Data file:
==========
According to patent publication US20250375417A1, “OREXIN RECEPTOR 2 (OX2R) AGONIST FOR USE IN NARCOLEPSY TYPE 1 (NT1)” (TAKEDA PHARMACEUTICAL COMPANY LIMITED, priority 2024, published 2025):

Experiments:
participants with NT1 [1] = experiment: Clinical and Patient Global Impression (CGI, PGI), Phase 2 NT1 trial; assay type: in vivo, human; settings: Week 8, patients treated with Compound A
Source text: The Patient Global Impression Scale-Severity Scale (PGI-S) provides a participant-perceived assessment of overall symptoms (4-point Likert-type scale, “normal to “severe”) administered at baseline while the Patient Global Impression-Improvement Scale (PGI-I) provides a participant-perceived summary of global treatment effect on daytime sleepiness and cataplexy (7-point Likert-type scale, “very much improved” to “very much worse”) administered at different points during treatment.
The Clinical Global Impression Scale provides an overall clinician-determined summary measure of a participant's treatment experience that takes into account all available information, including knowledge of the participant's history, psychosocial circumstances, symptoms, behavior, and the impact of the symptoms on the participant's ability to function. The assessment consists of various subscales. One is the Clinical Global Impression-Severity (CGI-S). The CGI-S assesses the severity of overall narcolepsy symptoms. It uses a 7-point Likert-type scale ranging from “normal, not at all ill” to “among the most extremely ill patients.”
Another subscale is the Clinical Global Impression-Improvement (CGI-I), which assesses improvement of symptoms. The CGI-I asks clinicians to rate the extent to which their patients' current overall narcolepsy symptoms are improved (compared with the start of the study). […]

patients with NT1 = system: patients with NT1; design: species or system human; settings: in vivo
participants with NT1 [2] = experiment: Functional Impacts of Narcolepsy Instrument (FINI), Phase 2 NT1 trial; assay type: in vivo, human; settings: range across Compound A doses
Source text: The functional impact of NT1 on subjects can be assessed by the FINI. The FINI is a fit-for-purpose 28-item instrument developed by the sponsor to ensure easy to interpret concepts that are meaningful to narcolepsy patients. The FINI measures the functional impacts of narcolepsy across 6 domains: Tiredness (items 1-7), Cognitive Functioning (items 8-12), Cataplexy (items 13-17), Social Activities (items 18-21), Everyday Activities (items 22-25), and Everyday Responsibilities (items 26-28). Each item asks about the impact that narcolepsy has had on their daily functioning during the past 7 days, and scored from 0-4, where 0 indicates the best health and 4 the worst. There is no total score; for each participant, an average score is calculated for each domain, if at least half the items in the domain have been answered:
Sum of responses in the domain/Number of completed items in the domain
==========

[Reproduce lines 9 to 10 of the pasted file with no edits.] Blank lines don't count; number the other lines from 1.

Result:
Source text: The functional impact of NT1 on subjects can be assessed by the FINI. The FINI is a fit-for-purpose 28-item instrument developed by the sponsor to ensure easy to interpret concepts that are meaningful to narcolepsy patients. The FINI measures the functional impacts of narcolepsy across 6 domains: Tiredness (items 1-7), Cognitive Functioning (items 8-12), Cataplexy (items 13-17), Social Activities (items 18-21), Everyday Activities (items 22-25), and Everyday Responsibilities (items 26-28). Each item asks about the impact that narcolepsy has had on their daily functioning during the past 7 days, and scored from 0-4, where 0 indicates the best health and 4 the worst. There is no total score; for each participant, an average score is calculated for each domain, if at least half the items in the domain have been answered:
Sum of responses in the domain/Number of completed items in the domain